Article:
By Jaimie Just, Reproductive Freedom Fellow
Let’s not kid ourselves about the true intention of anti-choice politicians: to ban all abortions. The fact that abortion is legal in the United States does not mean that it is affordable. Often, there is disconnect between a woman’s choice and what is economically feasible.
Racial equality and economic justice are intimately linked with reproductive health equity. Significant economic barriers deny women, especially those who are struggling to make ends meet, their constitutional right to choose abortion. Public funding, such as Medicaid, is used as a proxy for overturning Roe v. Wade. Supreme Court Justice Thurgood Marshall wrote in his dissenting opinion in Harris v. McRae that “the Hyde Amendment is designed to deprive poor and minority women of the constitutional right to choose abortion.”
The Hyde Amendment goes against the core American values of liberty and fair and equal treatment under the law by banning federal insurance or health plans, including Medicaid, from covering abortion, except in cases of rape, incest, or to protect the life of the woman. Politicians must not be allowed to interfere with personal health care decisions. All women need access to broad range of reproductive health services, including contraceptives, maternity care, and – yes – abortions. This is common sense.
While there are differing opinions regarding abortion, it is not my place, or the government’s, to decide for someone else whether or not she should get an abortion. It is better that she makes that personal decision with her family and her faith.
Studies have shown that abortion coverage restrictions disproportionately affect certain segments of our society. Often, those who are already underrepresented – such as women of color and women living in poverty – see their right to comprehensive reproductive healthcare, including abortions, curtailed. This is not fair and equal treatment under the law!
Considering the fact that 69% of women who get abortions are economically disadvantaged and nearly 1 in 7 women of reproductive age (15-44) is insured through the Medicaid program, many women are left to pay for abortions out-of-pocket. The high costs of the procedure put some women in the difficult position of choosing between having an abortion or paying the rent and putting food on the table for their families. When Medicaid restrictions on abortion force one in four poor women to carry an unwanted pregnancy to term, how can we say that they have a choice?
In Washington State, the cost of an abortion can range from $500 up to $10,000 depending how advanced the pregnancy is. Luckily, Washington is one of 15 states that provide funding to bridge the gap left by Hyde restrictions on Medicaid coverage of abortion. What about the women who live in the other 35 states?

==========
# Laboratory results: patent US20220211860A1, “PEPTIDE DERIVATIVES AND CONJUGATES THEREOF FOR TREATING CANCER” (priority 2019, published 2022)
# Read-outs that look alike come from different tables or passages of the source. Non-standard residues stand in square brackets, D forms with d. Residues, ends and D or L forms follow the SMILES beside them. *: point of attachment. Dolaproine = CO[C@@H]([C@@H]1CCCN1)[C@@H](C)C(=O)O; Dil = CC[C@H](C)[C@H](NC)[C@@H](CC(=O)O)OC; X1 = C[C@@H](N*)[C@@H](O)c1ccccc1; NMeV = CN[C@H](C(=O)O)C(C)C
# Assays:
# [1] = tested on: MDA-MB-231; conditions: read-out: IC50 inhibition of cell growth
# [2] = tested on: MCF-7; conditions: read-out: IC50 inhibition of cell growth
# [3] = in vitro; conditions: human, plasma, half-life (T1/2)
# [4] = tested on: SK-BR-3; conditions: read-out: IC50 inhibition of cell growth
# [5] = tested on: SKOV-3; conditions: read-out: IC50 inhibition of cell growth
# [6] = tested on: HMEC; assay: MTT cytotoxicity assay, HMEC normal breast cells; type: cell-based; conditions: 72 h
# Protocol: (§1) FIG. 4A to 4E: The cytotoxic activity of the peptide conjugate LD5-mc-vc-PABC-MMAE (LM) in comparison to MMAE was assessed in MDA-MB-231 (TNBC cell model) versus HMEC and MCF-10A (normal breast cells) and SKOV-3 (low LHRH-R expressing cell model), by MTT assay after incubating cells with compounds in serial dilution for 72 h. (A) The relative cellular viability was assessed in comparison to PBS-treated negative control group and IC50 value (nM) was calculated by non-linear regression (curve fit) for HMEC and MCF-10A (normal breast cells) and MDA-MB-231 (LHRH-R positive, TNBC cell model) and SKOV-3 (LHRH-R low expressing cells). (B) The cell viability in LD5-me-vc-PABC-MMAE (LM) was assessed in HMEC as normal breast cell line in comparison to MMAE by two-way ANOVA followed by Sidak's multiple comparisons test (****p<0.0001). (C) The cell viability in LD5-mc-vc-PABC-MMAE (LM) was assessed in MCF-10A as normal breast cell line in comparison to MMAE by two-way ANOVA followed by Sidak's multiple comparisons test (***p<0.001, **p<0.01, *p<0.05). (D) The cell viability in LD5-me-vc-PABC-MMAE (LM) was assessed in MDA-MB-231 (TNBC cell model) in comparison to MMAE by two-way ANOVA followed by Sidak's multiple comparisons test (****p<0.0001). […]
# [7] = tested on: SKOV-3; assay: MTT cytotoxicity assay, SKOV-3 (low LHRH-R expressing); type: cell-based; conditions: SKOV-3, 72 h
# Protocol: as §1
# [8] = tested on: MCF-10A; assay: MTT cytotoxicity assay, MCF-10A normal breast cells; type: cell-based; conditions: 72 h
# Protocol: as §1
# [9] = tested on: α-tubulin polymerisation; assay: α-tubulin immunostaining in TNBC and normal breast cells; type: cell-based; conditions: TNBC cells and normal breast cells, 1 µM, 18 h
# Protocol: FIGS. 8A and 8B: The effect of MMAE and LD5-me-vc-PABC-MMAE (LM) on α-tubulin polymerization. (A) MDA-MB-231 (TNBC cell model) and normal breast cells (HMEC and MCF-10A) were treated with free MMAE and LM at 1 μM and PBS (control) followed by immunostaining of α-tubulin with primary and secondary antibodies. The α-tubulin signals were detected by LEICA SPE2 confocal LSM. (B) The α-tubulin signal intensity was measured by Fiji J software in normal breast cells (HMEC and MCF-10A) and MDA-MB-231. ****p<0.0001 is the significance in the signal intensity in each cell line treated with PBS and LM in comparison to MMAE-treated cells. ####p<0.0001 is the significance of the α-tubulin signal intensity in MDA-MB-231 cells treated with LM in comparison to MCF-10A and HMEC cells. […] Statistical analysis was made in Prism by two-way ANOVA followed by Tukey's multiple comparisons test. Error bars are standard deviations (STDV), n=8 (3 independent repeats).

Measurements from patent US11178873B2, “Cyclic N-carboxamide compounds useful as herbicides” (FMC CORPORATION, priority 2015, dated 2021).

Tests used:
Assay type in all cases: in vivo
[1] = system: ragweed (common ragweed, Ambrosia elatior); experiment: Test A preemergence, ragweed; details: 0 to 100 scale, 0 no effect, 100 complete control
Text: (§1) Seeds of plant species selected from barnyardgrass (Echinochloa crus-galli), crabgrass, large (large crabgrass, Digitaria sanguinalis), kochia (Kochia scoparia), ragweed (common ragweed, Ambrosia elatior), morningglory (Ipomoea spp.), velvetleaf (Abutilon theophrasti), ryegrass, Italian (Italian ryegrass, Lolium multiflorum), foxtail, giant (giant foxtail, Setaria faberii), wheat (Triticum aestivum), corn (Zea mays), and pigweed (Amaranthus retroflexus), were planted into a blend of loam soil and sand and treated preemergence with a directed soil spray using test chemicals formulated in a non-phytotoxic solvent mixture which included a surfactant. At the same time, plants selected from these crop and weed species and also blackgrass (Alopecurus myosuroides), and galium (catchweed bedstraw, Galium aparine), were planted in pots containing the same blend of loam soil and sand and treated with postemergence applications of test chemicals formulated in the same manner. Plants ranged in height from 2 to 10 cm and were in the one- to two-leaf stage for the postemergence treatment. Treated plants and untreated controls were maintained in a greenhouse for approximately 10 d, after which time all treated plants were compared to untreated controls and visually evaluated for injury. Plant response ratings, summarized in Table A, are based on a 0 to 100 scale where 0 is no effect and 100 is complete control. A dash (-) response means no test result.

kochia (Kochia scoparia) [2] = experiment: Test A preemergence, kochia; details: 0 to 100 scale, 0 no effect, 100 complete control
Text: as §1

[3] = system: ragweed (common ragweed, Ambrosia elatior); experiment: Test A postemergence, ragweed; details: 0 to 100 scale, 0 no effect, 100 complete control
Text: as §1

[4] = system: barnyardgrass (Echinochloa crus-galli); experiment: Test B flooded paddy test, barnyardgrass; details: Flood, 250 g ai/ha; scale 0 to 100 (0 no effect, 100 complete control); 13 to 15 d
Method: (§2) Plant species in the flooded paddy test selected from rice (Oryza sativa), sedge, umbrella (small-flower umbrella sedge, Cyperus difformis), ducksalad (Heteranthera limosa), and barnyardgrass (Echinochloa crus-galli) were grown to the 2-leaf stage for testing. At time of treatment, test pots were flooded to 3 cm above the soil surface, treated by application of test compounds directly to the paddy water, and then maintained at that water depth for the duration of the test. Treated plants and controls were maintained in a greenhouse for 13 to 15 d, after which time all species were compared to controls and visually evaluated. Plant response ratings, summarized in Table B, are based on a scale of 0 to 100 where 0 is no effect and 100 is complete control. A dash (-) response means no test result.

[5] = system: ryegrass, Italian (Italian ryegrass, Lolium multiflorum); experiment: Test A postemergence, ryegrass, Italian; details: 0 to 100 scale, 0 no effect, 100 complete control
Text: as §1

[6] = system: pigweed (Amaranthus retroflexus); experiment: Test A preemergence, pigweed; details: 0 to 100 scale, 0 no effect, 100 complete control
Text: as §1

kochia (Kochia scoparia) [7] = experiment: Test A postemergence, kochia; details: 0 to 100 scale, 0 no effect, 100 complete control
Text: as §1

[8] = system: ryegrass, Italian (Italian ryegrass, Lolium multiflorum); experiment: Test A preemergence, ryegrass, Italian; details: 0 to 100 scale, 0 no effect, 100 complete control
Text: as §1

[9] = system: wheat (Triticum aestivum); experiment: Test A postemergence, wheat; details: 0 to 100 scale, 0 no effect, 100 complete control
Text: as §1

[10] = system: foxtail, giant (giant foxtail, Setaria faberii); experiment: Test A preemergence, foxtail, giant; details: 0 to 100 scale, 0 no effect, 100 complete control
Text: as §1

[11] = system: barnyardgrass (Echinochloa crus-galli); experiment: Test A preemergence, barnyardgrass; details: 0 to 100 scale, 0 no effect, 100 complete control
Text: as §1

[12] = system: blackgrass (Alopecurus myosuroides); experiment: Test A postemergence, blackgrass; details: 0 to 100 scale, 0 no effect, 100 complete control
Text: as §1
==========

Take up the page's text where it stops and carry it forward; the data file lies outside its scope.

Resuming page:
The Hyde Amendment can and should be repealed in order to guarantee reproductive justice for all women. Repealing the Hyde Amendment would reinforce women’s moral agency in making healthcare decisions. When people can plan if and when to have children, it is good for them and for society as a whole.
To reiterate, we mustn’t be fooled into believing that those who would outlaw abortion are simply trying to protect women’s health and lower abortion rates. Anti-choice positions regarding sex education, contraceptives, as well as the recent Hobby Lobby decision from the Supreme Court show a remarkable lack of coherence and do a poor job concealing efforts to control the lives of women through legislation.
Congressman Henry Hyde (R-IL) said it himself in 1977, “I would certainly like to prevent, if I could legally, anybody from having an abortion: a rich woman, a middle-class woman, or a poor woman. Unfortunately, the only vehicle available is the [Medicaid] bill.” So, unable to control the sexuality of all women in our society, women’s health opponents settle for controlling the most vulnerable because, you know, their rights are somehow less important than those of their wealthier counterparts.
A movement is brewing around the country, sights set firmly on Hyde Amendment restrictions on abortion coverage. The group All Above All is traveling cross-country to various cities gathering signatures for a petition that would extend federal funding to include abortion. Local city councils are taking part as well, proposing resolutions supporting insurance coverage of abortion. Reproductive health equity is a necessary step in the fight for racial equality and economic justice, so let’s #EndCoverageBans now!
Jaimie Just is a Reproductive Freedom Fellow at NARAL Pro-Choice Washington.